Citizen science involves enlisting groups of untrained volunteers to participate and contribute to scientific research. Crowdsourcing and citizen science are often used interchangeably however there is a difference between the two. Crowdsourcing involves engaging a group of people within any project that utilises contributions from non-professionals, be it through collecting or analysing data. Citizen Science projects are the same, with the exception that they have a focused scientific outcome and engage non-professionals in some point of the scientific process [1, 2]. Citizen heritage science is the practice of engaging communities and individuals with scientific understanding of heritage. Examples of this are projects such as Micropasts  and Rekrei (formerly Project Mosul) , used crowdsourced images to create digital facsimiles of heritage artefacts, utilising citizen heritage scientists for both data collection and analysis. Using satellite imagery volunteers helped identify fossils across East Africa as well as pinpoint possible locations for the tomb of Gengis Khan across the Mongolian steppe [5, 6].
Citizen science can assist in heritage disaster management and is an effective methodology to understand community values of heritage [7, 8]. It is also a valuable tool used to transcribe, process and discover myriad types of metadata contained within collections, as can be seen in projects such as Transcribe Bentham, Old Weather, What’s on the Menu and Monitoring the ANZACs to name a few [9–11].
Citizen science projects that involve the collecting of data thrive in areas which are closely aligned to popular leisure activities. Participants can contribute to real scientific research whilst maintaining their current hobby. To date the vast majority of CS projects involving data collection are aligned with environmental conservation, such as e-Bird  and Budburst . Whilst projects such the Coastal and Intertidal Zone Archaeological Network, otherwise known as CitiZAN, and the Scottish equivalent Scottish Coastal Heritage at Risk have had great success in utilising volunteers to monitor remote heritage sites in danger, there are comparatively few citizen science projects involving collecting data for heritage .
Visiting heritage sites is a highly popular pastime in UK; in England 73% of the population visited a cultural heritage site in 2018  whilst in Scotland 75% of the population were actively engaged with cultural heritage . This represents considerable untapped potential for monitoring heritage sites: using mobile devices visitors can ‘act’ as sensors, recording one-off events or ongoing phenomena that would not otherwise be monitored without a regular presence at the site.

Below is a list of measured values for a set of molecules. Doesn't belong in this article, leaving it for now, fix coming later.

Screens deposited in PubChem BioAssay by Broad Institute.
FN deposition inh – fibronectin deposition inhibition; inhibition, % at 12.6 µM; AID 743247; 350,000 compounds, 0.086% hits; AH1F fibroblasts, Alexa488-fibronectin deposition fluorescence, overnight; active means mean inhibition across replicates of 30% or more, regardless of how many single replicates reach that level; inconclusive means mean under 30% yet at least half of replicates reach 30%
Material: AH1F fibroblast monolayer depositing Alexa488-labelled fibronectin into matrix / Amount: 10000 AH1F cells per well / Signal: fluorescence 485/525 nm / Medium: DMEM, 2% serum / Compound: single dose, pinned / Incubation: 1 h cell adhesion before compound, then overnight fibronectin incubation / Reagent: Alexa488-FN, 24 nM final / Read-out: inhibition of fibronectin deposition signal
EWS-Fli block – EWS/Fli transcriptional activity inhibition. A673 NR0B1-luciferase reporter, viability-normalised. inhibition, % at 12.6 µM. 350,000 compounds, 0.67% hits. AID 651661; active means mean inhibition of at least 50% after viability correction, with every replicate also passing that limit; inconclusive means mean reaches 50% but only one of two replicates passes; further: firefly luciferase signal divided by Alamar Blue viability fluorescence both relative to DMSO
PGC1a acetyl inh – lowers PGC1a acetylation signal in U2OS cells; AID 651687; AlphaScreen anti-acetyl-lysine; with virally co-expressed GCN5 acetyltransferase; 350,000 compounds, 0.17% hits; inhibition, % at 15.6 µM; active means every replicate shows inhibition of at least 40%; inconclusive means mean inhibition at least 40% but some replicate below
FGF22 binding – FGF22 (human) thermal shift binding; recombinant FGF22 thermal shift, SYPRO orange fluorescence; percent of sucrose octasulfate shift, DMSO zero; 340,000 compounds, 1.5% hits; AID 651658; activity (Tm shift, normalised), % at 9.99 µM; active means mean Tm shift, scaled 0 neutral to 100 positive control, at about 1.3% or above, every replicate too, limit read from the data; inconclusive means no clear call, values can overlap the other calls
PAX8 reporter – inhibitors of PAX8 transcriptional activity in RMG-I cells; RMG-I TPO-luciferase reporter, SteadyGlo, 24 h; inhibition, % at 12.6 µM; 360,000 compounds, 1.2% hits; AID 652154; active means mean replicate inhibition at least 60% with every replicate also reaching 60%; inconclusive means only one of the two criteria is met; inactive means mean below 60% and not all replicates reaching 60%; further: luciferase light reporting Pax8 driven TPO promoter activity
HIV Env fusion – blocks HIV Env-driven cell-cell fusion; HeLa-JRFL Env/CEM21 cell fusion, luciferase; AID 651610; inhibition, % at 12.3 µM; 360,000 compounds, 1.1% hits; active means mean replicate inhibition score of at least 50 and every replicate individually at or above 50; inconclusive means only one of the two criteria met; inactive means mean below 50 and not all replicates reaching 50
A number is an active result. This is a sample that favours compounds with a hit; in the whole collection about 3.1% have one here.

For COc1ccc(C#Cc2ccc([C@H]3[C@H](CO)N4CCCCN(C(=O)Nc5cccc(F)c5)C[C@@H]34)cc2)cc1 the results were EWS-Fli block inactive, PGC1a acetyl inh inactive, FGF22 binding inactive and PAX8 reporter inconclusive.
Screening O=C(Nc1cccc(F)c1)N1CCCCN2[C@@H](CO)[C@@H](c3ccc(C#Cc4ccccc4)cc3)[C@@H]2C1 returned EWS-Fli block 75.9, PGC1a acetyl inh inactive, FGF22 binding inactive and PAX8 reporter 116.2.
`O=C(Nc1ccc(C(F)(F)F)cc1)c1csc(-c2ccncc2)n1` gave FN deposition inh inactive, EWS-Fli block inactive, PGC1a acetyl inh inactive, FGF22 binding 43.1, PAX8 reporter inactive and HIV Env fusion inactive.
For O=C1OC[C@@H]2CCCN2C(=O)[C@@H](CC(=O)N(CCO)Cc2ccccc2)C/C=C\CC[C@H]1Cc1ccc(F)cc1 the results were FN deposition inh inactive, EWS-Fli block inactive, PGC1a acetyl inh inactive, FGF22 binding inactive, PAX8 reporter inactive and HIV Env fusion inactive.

Smartphone cameras are capable of monitoring a variety of issues in heritage such as biological growth, erosion and one-off events such as vandalism [17–20]. The vast majority of scheduled monuments across the UK are small, unstaffed and not often visited by heritage professionals but are often destinations for tourists and popular walking sites for locals.
Similarly, when a heritage site is well known and frequently visited, it is likely there is a wealth of useful historical reference data stored in personal photographs. These can be used to qualitatively study the changing use of a site over time, as recently done by English Heritage in the exhibition ‘Your Stonehenge, 150 years of personal photographs’ .
Within heritage science, environmental and observational monitoring is key to ongoing care. However individual object monitoring cannot always be completely uniform; national heritage institutions often have a large portfolio of sites in their care spread over a large geographical area. Smaller and unstaffed sites such as cairns, standing stones and ruined churches often receive comparatively fewer visits from conservation and management teams meaning that long term trends, one off events and seasonal variants can go un-noticed or undocumented.
In this paper we present a methodology developed as part of the citizen heritage science project Monument Monitor as a viable way to collect digital conservation data. It uses photographs taken and provided by visitors to monitor specific aspects of heritage sites in Scotland. This utilizes the interested site attendee or ‘visitor-as-sensor’, to document patterns that may otherwise go unnoticed between visits from professionals.
In this paper we compare two different types of data collection: a ‘guided’ approach in which participants are directed to take and submit photographs that fit certain specifications through signage and an ‘open’ approach, in which participants respond to an open call for photographs through public channels. Unlike other Citizen Heritage Science projects, such as SCAPE and CiTIZAN, Monument Monitor does not actively recruit and training volunteers. Instead visitors to the site were prompted to submit digital conservation data (photographs) through signage or press outreach which are subsequently uploaded onto an online database. This interactive database was accessible to all key stakeholders in the project, creating an ongoing live feedback loop for site managers and heritage scientists alike.